If I’ve said it once, I’ve said it a thousand times: there’s no team that should respect Lamar Jackson more than the Cincinnati Bengals. November 10th, 2019 should be all the evidence needed to prove that.
In the midst of his MVP season, Jackson steamrolled a Bengals team with Ryan Finley at quarterback, and a defense that proved to be as effective as Finley was. It was the Bengals’ ninth-straight loss of the year, and while it was a necessary wound to suffer in order to draft Joe Burrow, it was a scar that head coach Zac Taylor and defensive coordinator Lou Anarumo could not ignore going forward.
For the next two years, the Bengals rebuilt Anarumo’s defense from the ground up. They added athletes for all three levels who could play in space and fit multiple roles. The unit used to be defined by its stiffness and lack of versatility. It’s now a cohesive and ever-changing configuration without athletic limitations. Their edges can rush and hold gaps from multiple stances. Their linebackers and safeties can make deep drops in coverage while also acting as force players at the line.
Take a good look at these personnel changes and you’ll realize they were made to contain No. 8 for the Baltimore Ravens.
One of the survivors of this turnover was Sam Hubbard, who played against Jackson before Taylor even arrived in Cincinnati.
Hubbard came from the same NFL Draft that saw the Ravens trade back into the first round to select Jackson as the heir to Joe Flacco. Jackson’s time behind Flacco ended when none other than the Bengals came to Baltimore in Week 11 of that 2018 season. While he was anything but prolific throwing the ball that day, Jackson ran for 119 yards on 26 carries against Cincinnati’s defense.
Per Pro Football Focus, the Bengals’ highest-graded defender from that game was Hubbard. In 32 snaps, the rookie defensive end recored a sack and five solo tackles, three of them being stops for the defense.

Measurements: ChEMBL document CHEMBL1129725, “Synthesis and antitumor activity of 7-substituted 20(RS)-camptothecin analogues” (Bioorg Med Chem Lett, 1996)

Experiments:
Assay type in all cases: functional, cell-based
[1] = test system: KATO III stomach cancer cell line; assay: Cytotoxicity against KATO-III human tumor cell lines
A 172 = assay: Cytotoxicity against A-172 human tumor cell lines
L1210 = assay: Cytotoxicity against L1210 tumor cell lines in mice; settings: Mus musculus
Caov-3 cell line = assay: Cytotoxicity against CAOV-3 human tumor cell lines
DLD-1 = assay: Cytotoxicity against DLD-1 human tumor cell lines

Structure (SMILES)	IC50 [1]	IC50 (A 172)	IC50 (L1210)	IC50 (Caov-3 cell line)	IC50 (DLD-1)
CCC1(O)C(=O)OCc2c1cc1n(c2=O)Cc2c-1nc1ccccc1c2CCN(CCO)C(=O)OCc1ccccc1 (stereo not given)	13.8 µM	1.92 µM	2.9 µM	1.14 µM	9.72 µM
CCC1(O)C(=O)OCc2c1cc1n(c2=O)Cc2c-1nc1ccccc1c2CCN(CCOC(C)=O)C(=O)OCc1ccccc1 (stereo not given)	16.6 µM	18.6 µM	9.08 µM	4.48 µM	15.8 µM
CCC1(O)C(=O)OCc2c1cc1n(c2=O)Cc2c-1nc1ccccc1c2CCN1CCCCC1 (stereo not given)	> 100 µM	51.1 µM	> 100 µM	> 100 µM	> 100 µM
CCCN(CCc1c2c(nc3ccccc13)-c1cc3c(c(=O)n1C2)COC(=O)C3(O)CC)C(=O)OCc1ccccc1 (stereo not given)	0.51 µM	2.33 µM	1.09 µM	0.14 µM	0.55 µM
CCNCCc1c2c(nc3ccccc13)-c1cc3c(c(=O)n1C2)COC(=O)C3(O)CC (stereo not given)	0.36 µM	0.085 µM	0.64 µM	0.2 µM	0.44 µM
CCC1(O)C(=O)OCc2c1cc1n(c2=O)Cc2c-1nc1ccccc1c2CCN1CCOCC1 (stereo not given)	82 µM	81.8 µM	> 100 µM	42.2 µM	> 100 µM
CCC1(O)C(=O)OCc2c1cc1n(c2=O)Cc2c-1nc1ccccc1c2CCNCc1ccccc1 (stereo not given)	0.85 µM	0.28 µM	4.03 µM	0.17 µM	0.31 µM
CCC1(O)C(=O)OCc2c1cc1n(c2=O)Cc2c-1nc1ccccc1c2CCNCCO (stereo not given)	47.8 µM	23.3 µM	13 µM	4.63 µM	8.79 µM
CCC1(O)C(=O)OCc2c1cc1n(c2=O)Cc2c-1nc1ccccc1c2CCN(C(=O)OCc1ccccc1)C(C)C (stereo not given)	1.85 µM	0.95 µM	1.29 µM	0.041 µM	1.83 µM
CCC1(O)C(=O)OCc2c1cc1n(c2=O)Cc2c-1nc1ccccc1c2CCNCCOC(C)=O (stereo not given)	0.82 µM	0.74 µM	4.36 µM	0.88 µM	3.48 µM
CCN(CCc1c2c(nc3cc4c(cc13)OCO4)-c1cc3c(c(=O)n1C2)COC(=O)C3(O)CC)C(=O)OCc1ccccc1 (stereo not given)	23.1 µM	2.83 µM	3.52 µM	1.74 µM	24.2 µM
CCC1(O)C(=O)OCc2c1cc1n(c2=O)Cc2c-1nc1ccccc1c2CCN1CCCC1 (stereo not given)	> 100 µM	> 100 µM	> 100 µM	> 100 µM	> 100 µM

There was no question Hubbard was going to be more involved in the defense going forward. With Anarumo taking over the unit the following year, Hubbard became a full-time starter and one of the foundational pieces in their biannual attempts to take down Jackson. They would require a lot more than just Hubbard to be successful.
Jackson simply owned the Bengals the first five times he played them. He didn’t have to be dominant as both a passer and runner. If he was limited in one phase, he just overpowered them in the other. He was turning a once competitive divisional rivalry into a laughing affair all by himself.
The Bengals poured essentially all their resources into fixing this problem. Now, Hubbard is one of two defensive starters remaining from that 2018 squad.
This past Sunday was the ultimate proving ground. Hubbard and Co. walked into Baltimore to face a 5-1 Ravens team that was surging on the shoulders of their MVP quarterback. Despite the plethora of injuries the Ravens had suffered beforehand, they were still producing like a top-10 offense. Their winning formula was withstanding the harsh nature of the game.
Until they met this version of the Bengals.
In their first win against the Ravens since Week 2 of 2018, the Bengals held Jackson’s offense to just 17 points and season-lows for EPA per play (-0.15) and success rate (34%). Jackson still managed to make things happen here and there, but Anarumo’s guys limited the game’s most dangerous offensive player for three-and-a-half quarters. The only reason it wasn’t four quarters is because Jackson was taken out of the game during garbage time. That had only ever happened to him when the Ravens were winning, not losing.
There’s plenty of praise to go around for Cincinnati’s defense, but the box score matched the eye test in determining an MVP. Hubbard finished with 2.5 sacks, eight pressures, and two run stops. I could think of no better player to highlight for this week’s breakdown.
Though he was drafted after Jackson, we can’t definitively say that was a part of the discussion for the Bengals when they selected Hubbard in the third round. Hubbard is a Cincinnati kid born and raised, and the Bengals needed long-term answers at defensive end with Michael Johnson nearing retirement. It was an ideal fit for those reasons alone.
But in regards to defending Jackson, in this scheme, he fits like a glove. And its players like him who validate the coaching and scheming abilities Anarumo really has.
Beating the Ravens won’t always be this easy; they’re the epitome of evolving with the game. The Bengals gave them tremendous teaching tape on how to slow down what they do best. It’s safe to say they’ll find new answers in time.
It’s a good thing Hubbard isn’t going anywhere.